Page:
The ELZA Institute has a global reputation for fixing laser surgery complications. Prof. Hafezi, the Medical Director of the ELZA Institute, has nearly 20 years of experience in laser refractive surgery, and this experience is a key reason why patients are referred from all over the world to ELZA to have failed refractive surgeries repaired by us.
Here are some examples of ELZA fixing complications after laser surgery:
Repairing a decentred ablation.
The “before” image on the left is from an old PRK for myopia from the early 2000s, but unfortunately, the laser ablation was de-centered, and this has left the center of the cornea “multifocal” – meaning that the patient has blurred vision, especially at night, when the pupil is large.
The “after” image is after correction at ELZA with a wavefront-guided transPRK. We have been able to give the patient a big, homogenous optical zone, and this gives the patient a distinct improvement in visual quality and visual acuity, in both light and dark conditions.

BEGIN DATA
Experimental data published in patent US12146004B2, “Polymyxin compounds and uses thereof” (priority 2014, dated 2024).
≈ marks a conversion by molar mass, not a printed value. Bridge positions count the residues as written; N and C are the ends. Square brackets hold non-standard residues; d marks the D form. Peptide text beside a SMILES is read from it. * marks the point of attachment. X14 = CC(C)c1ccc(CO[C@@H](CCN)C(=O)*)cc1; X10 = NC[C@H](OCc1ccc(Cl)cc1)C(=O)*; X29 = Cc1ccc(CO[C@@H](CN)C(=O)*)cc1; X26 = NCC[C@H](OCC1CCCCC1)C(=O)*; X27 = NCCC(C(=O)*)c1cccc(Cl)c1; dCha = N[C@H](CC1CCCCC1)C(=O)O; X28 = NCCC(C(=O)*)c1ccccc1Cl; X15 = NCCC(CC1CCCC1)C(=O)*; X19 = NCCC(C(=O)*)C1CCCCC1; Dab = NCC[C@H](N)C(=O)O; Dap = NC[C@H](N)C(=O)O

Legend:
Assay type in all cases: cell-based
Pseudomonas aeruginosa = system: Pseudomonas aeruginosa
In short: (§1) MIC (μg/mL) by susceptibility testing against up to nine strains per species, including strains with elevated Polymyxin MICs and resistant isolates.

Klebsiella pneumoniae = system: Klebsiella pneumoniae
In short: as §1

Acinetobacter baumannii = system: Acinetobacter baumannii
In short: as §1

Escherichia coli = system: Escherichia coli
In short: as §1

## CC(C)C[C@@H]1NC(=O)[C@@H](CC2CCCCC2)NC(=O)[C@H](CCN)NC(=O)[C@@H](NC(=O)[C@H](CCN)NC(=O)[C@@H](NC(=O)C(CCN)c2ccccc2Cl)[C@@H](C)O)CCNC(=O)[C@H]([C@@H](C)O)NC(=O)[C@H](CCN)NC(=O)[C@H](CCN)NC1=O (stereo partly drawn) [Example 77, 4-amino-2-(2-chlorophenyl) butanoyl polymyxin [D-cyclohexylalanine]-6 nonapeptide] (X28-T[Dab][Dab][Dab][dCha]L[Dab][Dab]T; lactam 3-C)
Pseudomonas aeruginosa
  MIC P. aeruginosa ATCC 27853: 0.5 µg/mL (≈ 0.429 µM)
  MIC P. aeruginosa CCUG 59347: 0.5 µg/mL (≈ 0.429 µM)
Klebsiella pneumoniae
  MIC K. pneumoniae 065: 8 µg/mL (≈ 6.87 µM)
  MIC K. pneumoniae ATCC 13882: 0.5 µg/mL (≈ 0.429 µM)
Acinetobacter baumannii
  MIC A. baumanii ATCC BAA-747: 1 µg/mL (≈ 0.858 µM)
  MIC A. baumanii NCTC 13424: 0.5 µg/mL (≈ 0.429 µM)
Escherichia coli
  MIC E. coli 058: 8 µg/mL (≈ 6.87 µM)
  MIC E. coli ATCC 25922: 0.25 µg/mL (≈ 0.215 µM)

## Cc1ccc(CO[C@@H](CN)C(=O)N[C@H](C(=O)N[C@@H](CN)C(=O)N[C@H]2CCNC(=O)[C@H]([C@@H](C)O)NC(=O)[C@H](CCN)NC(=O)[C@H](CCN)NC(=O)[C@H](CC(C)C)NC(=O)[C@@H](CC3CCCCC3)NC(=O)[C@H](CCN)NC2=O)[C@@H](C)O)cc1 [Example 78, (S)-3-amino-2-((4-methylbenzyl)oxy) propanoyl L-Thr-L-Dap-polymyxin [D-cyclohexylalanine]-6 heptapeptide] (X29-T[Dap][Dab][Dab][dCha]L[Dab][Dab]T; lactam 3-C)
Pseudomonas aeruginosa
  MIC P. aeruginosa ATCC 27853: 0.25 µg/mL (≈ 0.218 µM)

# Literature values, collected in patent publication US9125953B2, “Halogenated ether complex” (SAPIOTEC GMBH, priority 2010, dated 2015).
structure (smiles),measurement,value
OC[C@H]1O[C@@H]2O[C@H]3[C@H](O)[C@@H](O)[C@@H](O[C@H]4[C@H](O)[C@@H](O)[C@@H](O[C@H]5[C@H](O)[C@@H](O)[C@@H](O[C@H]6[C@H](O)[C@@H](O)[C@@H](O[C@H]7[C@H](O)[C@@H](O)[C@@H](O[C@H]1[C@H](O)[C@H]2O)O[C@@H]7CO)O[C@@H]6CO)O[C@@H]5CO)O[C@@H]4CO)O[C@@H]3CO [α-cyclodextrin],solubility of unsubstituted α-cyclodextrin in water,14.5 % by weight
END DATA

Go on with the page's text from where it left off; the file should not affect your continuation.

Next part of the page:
Thanks to limitations of early excimer lasers, refractive surgeries performed in the early 2000s (like the case presented below) had small optical zones – in other words, the region in the centre of the cornea that was corrected was relatively small. This meant that during daytime, when there is lots of light, the patient’s pupil is small, and the patient sees well. But at night, when the pupil is large, the light starts to come through the uncorrected parts of the cornea, which is “multifocal”, and the patient’s vision gets considerably worse.
At the ELZA Institute, we were able to correct this LASIK complication using a wavefront-guided transPRK to expand the optical zone size to a much larger one, meaning that the patient could see well in both light and dark conditions.